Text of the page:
Post by Care Leaver Wayne, and Cate O’Neill

At the Find & Connect web resource, we receive many emails giving us feedback about the information on the site. Find & Connect is a ‘living resource’, that continues to grow and change as we discover more about institutional care in Australia, and records become available to Care Leavers. The first 3 years of the project was a period of intensive research and content development by our state-based historians. The historians used a wide range of published and unpublished materials in libraries and archives to build the resource’s entries, with the goal of documenting every institution that existed in Australia since 1788 up to 1986. Feedback emails were hugely valuable to our historians – people got in touch to let us know what Homes were missing from Find & Connect, to contribute information, and to let us know about additional sources. We continue to rely on feedback emails today.

Most importantly, these emails are a reminder that the entries on Find & Connect relate to the lived experiences of thousands of people who were in institutional ‘care’. For too long, the voices of the children and families caught up in the child welfare systems of Australia went unheard. Instead, the history was presented from the perspective of the institutions and the officials that ran the Homes.

To find the perspectives of people who lived in institutions, Find & Connect draws on sources like submissions to public inquiries, oral histories, memoirs, newspaper articles and blog posts, where Care Leavers are telling their own stories and challenging official narratives. The number of these resources has grown exponentially since the Find & Connect project started in 2011.

Many people with lived experience of the institutions on Find & Connect have got in touch with us. In many cases, with the consent of the correspondent, we include material from these feedback emails that helps to convey information about a Home from the perspective of the children that once lived there. The stories in these feedback emails also contradict and challenge information that comes from official sources.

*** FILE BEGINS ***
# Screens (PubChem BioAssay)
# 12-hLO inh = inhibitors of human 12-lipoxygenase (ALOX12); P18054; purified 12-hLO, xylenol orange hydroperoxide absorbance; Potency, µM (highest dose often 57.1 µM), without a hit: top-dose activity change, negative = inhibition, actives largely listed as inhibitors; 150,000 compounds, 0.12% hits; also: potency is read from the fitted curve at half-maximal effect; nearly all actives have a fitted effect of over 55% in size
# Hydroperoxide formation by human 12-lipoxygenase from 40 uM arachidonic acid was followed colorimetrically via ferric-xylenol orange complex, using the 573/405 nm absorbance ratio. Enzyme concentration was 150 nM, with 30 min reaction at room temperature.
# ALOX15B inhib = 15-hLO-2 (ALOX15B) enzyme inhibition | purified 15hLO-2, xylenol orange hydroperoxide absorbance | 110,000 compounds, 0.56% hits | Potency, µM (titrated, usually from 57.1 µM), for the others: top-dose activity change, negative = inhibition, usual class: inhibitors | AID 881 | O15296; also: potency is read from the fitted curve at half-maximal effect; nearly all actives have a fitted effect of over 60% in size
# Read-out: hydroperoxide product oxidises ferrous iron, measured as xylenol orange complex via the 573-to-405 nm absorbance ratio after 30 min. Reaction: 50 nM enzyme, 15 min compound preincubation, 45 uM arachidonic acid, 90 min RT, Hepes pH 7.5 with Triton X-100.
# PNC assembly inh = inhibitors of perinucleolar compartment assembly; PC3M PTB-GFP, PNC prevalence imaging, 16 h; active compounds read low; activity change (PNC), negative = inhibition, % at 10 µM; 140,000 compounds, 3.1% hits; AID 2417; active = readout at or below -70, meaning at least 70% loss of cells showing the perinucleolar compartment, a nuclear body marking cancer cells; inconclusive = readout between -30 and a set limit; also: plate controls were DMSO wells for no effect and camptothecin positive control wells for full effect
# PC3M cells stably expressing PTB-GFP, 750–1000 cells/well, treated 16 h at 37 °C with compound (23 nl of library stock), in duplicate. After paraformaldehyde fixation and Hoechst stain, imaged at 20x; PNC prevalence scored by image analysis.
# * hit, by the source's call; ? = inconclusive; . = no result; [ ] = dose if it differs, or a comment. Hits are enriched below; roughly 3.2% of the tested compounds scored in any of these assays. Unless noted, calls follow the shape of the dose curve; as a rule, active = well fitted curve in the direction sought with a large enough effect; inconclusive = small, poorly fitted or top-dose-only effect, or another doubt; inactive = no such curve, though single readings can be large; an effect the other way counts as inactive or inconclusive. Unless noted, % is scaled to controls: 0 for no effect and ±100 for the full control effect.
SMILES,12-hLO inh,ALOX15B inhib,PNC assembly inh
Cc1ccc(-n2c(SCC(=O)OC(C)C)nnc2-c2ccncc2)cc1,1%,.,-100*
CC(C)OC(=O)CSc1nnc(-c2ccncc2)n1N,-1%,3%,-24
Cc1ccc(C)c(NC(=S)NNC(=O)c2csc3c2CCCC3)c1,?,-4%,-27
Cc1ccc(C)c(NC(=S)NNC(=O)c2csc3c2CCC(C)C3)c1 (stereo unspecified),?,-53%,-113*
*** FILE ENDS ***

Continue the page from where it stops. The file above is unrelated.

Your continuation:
This blog post contains just one example of how a feedback email a former resident of a Home has shaped the content on Find & Connect. In August last year, we received a feedback email from Wayne, who had lived in Mittagong Cottage Homes in the early 1970s. He wrote:

I was in Suttor Cottage circa 1970 /71. Although the glowing reports of children’s welfare are published by former employees I can attest that living on the farm was not so nice. Corporal punishment on 5 year olds was regularly used. There were some ‘nice’ people there, not many. Teachers were the biggest offenders. Anyone interested in the story from the child’s experience? Regards.

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Suttor Cottage

Wayne’s email led us to devote some time to looking for some more sources that highlighted the more recent history of Mittagong and included the perspectives of former residents.

We published an updated entry in late September 2018. It now includes more information about Mittagong during the post-World War Two period. We added a quote from a submission made to the 2004 Senate Inquiry by a former resident.

After the update, we got back in touch with Wayne to let him know that we’d updated the entry. In response to the new material from the submission to the inquiry, Wayne sent another email sharing his own memories of polishing the floorboards:

I too had to polish that damn floor with an electric floor polisher. It dragged me across the hall and threw me off, of course I was a ‘very naughty boy’

The washing shed was the punishment, dragging wet sheets out of the washing machine then running them through the wringer on the top of machine.

Also marbles were a big thing, playing marbles.

Seems like the girls got it as bad or worse, I don’t think things would be any better today, there’s a thing about being in charge of others that appears to bring out the worst in others.

We asked Wayne if he’d be happy for us to include some of his memories of Suttor Cottage at Mittagong on Find & Connect. (When we include material from feedback emails, we give people the option to choose whether they’d like to be anonymous or to include their name.) The entry now includes his account of a typical day at Suttor Cottage.

We’d like to take the opportunity to remind all of our readers that we value all feedback about Find & Connect. It’s not always possible to take up people’s suggestions for change or to publish people’s stories at length. But every feedback email that we receive about the site is an opportunity for the team to review our content and we respond to every message that we receive. So please, don’t be a stranger!